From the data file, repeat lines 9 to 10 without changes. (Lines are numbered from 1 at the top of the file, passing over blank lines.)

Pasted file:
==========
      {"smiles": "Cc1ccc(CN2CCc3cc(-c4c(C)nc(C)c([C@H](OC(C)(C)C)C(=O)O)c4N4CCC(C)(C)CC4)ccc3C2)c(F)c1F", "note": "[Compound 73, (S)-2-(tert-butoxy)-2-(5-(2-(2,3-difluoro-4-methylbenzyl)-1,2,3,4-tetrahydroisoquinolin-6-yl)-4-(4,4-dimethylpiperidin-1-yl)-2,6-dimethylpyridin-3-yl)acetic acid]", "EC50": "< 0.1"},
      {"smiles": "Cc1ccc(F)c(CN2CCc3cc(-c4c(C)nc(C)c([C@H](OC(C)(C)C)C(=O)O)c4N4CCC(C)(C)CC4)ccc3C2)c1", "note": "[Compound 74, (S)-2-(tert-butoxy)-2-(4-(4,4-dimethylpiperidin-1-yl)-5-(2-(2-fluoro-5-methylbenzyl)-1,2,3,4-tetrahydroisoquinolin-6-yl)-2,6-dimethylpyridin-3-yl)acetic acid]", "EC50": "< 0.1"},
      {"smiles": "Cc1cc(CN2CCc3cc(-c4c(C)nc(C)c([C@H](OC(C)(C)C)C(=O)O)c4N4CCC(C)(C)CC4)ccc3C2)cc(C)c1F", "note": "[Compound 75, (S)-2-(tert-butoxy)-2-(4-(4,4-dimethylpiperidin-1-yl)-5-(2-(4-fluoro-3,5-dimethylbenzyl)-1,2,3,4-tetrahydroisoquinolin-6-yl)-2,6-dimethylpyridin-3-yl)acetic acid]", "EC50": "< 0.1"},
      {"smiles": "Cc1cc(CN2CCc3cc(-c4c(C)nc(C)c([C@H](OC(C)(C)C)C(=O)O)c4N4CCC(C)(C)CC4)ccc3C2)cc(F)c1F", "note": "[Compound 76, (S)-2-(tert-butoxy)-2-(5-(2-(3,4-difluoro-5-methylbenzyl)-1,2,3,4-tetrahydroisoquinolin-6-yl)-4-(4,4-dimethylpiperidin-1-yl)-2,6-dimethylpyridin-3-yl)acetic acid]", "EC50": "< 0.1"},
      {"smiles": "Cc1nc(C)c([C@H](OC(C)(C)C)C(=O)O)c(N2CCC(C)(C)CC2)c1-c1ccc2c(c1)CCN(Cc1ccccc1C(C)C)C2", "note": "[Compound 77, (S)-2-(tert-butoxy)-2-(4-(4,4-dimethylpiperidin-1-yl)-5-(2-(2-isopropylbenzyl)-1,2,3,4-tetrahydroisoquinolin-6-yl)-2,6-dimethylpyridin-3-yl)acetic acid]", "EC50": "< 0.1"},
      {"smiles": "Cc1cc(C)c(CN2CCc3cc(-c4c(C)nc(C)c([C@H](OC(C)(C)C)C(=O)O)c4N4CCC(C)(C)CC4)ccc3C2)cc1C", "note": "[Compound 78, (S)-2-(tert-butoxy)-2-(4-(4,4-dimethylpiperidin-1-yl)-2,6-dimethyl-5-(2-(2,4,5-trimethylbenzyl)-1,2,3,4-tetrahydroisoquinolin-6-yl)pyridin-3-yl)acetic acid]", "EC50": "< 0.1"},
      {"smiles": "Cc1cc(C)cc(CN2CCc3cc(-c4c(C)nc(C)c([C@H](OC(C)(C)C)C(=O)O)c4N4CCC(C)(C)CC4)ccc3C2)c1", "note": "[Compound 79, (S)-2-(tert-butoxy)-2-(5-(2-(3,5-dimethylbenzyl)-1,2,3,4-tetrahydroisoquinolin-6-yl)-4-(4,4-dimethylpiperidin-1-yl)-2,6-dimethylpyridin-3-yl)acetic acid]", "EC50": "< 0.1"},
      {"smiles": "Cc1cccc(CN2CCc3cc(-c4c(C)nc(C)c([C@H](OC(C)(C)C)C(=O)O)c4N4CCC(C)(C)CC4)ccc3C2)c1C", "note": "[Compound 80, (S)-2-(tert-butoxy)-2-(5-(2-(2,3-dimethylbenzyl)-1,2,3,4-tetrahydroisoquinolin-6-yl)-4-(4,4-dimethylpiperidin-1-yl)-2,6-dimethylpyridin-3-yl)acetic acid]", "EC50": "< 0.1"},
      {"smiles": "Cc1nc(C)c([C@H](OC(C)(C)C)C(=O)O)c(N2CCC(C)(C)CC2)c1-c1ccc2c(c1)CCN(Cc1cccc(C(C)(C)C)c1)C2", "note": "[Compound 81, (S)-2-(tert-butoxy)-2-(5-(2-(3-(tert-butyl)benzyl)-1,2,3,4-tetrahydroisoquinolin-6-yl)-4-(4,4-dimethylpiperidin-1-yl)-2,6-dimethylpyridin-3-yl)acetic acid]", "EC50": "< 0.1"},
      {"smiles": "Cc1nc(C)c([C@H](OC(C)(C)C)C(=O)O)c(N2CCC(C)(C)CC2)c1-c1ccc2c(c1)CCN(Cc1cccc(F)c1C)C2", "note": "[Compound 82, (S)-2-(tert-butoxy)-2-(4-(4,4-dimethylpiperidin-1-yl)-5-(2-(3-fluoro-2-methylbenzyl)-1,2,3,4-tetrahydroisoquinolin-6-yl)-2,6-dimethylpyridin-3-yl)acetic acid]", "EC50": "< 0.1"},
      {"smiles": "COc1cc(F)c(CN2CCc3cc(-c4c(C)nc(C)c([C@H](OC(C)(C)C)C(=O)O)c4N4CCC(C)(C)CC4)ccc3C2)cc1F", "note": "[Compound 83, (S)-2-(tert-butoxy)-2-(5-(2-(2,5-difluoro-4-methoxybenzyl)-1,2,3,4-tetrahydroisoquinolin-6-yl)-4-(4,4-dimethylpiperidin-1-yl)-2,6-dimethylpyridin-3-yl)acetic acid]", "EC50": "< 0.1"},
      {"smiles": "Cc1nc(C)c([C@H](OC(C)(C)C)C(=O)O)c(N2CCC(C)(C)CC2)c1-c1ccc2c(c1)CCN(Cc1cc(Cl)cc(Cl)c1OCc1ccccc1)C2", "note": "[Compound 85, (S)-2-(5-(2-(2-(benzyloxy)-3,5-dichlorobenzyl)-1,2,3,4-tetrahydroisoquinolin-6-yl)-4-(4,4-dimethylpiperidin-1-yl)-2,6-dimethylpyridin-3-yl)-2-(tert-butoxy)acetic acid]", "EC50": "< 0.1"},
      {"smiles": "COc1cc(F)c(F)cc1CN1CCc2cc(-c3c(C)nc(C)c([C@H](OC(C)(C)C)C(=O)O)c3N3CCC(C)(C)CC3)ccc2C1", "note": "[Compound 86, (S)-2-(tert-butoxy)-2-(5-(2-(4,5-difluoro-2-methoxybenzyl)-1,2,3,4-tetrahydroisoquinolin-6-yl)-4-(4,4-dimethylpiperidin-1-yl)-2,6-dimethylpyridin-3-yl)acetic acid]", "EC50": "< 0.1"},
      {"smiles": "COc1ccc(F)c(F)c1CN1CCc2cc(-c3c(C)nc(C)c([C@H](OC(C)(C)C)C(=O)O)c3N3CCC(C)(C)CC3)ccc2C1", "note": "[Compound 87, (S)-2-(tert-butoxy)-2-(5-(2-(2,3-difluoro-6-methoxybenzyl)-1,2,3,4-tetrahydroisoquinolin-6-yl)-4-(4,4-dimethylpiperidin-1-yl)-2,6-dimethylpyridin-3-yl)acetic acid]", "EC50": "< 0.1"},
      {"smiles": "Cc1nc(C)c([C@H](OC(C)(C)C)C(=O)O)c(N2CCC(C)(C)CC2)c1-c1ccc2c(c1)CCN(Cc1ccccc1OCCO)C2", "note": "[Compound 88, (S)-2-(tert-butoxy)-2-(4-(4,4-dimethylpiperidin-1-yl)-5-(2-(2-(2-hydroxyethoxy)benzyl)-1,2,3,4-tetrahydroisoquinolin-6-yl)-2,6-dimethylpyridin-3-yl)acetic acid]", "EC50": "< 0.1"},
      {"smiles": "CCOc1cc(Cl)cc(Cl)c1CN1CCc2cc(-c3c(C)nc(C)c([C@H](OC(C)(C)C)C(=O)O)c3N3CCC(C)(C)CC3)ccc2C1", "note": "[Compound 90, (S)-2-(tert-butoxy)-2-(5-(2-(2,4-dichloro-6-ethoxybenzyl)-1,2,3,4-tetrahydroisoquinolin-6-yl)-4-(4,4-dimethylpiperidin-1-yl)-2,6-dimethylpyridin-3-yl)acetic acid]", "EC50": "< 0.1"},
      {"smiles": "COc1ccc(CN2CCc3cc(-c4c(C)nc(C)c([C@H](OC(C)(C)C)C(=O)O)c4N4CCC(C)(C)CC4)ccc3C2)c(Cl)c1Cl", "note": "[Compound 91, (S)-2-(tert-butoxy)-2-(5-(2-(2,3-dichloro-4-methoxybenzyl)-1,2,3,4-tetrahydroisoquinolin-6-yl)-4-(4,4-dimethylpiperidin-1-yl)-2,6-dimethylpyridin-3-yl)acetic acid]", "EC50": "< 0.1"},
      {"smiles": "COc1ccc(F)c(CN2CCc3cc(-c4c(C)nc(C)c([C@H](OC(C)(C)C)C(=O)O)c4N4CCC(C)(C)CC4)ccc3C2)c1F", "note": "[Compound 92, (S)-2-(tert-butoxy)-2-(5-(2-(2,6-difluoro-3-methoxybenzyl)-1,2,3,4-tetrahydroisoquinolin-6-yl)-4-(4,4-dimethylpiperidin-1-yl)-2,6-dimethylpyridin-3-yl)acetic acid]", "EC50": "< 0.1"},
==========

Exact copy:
      {"smiles": "Cc1nc(C)c([C@H](OC(C)(C)C)C(=O)O)c(N2CCC(C)(C)CC2)c1-c1ccc2c(c1)CCN(Cc1cccc(C(C)(C)C)c1)C2", "note": "[Compound 81, (S)-2-(tert-butoxy)-2-(5-(2-(3-(tert-butyl)benzyl)-1,2,3,4-tetrahydroisoquinolin-6-yl)-4-(4,4-dimethylpiperidin-1-yl)-2,6-dimethylpyridin-3-yl)acetic acid]", "EC50": "< 0.1"},
      {"smiles": "Cc1nc(C)c([C@H](OC(C)(C)C)C(=O)O)c(N2CCC(C)(C)CC2)c1-c1ccc2c(c1)CCN(Cc1cccc(F)c1C)C2", "note": "[Compound 82, (S)-2-(tert-butoxy)-2-(4-(4,4-dimethylpiperidin-1-yl)-5-(2-(3-fluoro-2-methylbenzyl)-1,2,3,4-tetrahydroisoquinolin-6-yl)-2,6-dimethylpyridin-3-yl)acetic acid]", "EC50": "< 0.1"},